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Accessories are not covered by the primary warranty because they are not installed by the car manufacturer at the factory. These can include, but are not limited to, the following:

* aftermarket horns
* reverse cameras and sensors
* aftermarket HID lights
* alloy wheels and tires
* roof racks and carriers

The brake parts, tires and batteries are considered wear-and-tear items with a service life that varies greatly upon use. Hence, it is difficult to determine how long these items will last.

(Read: 10 tips for ensuring the longevity of your beloved car)

5. After-sales servicing. Assuming everything goes well with your new-car purchase, you will have to continually spend on it to keep it running in tip-top shape. Here are some of them:

* preventive maintenance - Typically, you'll spend a few thousand pesos here every six months or after 10,000km at the minimum. Consult your vehicle owner's warranty handbook to see the schedule and you will get a better idea of the cost involved. For a Toyota Vios, expect to spend roughly P3,500 on the average for every light servicing. For a Mitsubishi Montero Sport or Strada, you're looking at P8,000 more or less for every service, which assumes that you will be using fully synthetic engine oil exclusively.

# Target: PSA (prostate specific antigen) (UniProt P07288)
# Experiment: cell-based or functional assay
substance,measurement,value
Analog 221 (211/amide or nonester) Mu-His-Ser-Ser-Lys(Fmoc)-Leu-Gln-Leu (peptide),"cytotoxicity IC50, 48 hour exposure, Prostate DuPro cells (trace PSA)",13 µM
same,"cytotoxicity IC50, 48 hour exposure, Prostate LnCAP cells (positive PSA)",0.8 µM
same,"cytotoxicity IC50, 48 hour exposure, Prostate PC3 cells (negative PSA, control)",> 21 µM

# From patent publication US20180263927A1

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* insurance - If you buy your car via financing, you will need comprehensive insurance coverage throughout your vehicle's financing period. You renew this insurance coverage annually.

* major components replacement and servicing - Typically, you will need to replace the battery every two to three years, and the tires after a maximum of five years. Some major electrical components might show wear in five years, such as the engine starter, the alternator and the A/C compressor. The A/C system itself will need to be serviced and recharged with Freon.

Lastly, it would serve you well to do these:

* Test-drive all the cars you are considering on your short list.

* Join a car club to get guidance and some feedback as well as support for any car-related issues you might have.

* Don't be afraid to ask around. Better to sound stupid in the beginning and learn from it, rather than act smart and end up doing something you might regret for a very long time.

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I hope this helps. Good luck and God bless!

Botchi Santos
Consumer Editor

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Artwork by Lloyd de Guzman